Although I haven’t been there since like… forever, Prague is still one of my favorite cities in Europe. Maybe because I got the chance to know it better than the others. I spent there two weeks full of activities, cultural events and parties and I met a lot of interesting people through an Youth Exchange program, called „Culture… actually„. It was organised by a cool group of Czech students and I enjoyed every second of it.

Andrea was very kind to answer my questions about Prague and to give of some priceless advice!


1. Let’s get to know you better: where are you from and what are you doing now in Prague?

Hi, my name is Andrea and I’m originally from Prague, currently studying at the university here. To be honest, I only started to appreciate the city properly after living abroad a bit. But who does not, right?

2. What do you like the most about Prague?

I simply love the views with hundreds of spires at the horizon (so viewpoints hunting is basically a sport), the sound of trams passing by, the easy-going culture that perfectly combines sunsets with beer-drinking. You can’t catch Prague flatfooted, it is always ready to amaze you.


3. Let’s suppose a very good friend of yours will come visit this beautiful place. Could you please make a 2 days program to include all the must see places?

This 2-day itinerary would primarily fit the first-time visitors, archi-lovers and history enthusiasts but I’m sure you can at least pick parts of it anyways 😉

DAY 1: The Royal Way – it received its name due to being the coronation route the kings/emperors took up the hill to the castle. As a result, it contains some of the most representative facades and views. You can ideally start off a little sooner at the Old Town square (so photogenic, isn’t it) with its famous astronomical clock. Then you move to the Charles Bridge and continue to the Lesser Town Square, up the Nerudova street. (If you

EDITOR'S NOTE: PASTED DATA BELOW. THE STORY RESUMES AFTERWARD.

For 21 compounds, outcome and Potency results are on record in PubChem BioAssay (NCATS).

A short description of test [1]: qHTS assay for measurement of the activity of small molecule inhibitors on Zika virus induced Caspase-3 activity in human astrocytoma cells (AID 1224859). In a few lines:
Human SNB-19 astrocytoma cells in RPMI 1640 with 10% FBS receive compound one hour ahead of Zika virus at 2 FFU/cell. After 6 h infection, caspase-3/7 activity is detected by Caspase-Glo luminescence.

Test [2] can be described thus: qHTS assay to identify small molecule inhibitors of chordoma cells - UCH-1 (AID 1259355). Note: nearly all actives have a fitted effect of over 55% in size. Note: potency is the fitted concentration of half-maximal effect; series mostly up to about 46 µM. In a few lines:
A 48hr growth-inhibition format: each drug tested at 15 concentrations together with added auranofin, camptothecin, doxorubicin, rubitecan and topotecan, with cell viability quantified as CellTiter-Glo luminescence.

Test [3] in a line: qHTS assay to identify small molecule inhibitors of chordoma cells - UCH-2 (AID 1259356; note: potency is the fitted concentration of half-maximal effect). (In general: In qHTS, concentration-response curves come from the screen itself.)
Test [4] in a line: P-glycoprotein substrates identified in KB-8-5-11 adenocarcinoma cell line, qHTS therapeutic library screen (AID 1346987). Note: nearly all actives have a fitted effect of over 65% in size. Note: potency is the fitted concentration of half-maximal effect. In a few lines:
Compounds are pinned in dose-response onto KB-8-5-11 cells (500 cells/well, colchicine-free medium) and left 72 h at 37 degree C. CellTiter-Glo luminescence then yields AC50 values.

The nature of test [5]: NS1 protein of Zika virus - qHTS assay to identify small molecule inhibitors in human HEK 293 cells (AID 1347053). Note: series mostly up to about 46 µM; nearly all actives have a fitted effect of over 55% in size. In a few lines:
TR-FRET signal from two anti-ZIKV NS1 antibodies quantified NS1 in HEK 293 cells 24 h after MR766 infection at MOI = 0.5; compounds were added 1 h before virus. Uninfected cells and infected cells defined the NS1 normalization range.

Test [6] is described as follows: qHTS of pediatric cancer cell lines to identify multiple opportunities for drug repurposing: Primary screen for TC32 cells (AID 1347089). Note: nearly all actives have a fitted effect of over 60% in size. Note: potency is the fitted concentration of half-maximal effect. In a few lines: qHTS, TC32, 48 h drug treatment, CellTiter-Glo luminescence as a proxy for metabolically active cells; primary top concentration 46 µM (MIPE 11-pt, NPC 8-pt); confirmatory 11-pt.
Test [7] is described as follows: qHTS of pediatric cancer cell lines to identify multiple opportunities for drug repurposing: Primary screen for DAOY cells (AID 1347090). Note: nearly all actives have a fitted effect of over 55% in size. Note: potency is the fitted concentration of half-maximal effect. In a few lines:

need a break for a coffee or lunch, there are many cafés and restaurants if you descend from the bridge and go to the riverside area called Kampa.) After the nicest hike ever, you’ll be reaching the Castle where you can easily spend long hours, depending on how many sites you want to see closely. For dinner, you can try Lokal, U Fleku or something else typically Czech that goes with beer (when it says „typical Czech cuisine” it probably won’t be it,

DAY 2: Kick the day off with a nice breakfast at Jen, Kofárna or Coffee room (my fresh new favourite). If you’ve had enough of the crowded streets from day 1, you can escape them with a stroll on the Vyšehrad hill – the place of the former castle (not there anymore but the wonderful views stayed :P). If you’re fit for some more walking, the path leads to the riverside walk lined with bars and restaurants, so you can grab a meal or a drink whenever you need it. You can also rent a paddle boat if the weather is nice or join the farmers’ market on Náplavka. Don’t forget to check out the one-and-only modern building in the historical part of Prague – the Dancing House, they also have a café with a terrace up there.

4. What touristic attractions in Prague you think are a bit overrated?

Sex Machines museum, Karlovy lázně Club, Ice bar, beer spa… well, because none of it would be visited by locals.


5. Could you give us some advice to be able to know more about the preferences of czech people?

Prague locals, and actually it might apply for Czech people in general (happy generalising day!), are quite laid-back and easy going. Yes, true, we are beer-lovers and even though you definitely have to try out at least three kinds of Czech beer, please always keep in mind that we also have other cultural heritage. If you’re not in the mood for literature, art galleries or classical music concerts.., you can just take a look around yourself at any time and appreciate the historical city with millions of stories and absolutely unique architecture. Just as we – Prague locals – do. 🙂

Be sure to check Andrea’s blog and to follow her on Social Media:



P.S. For accommodation in Prague  visit!

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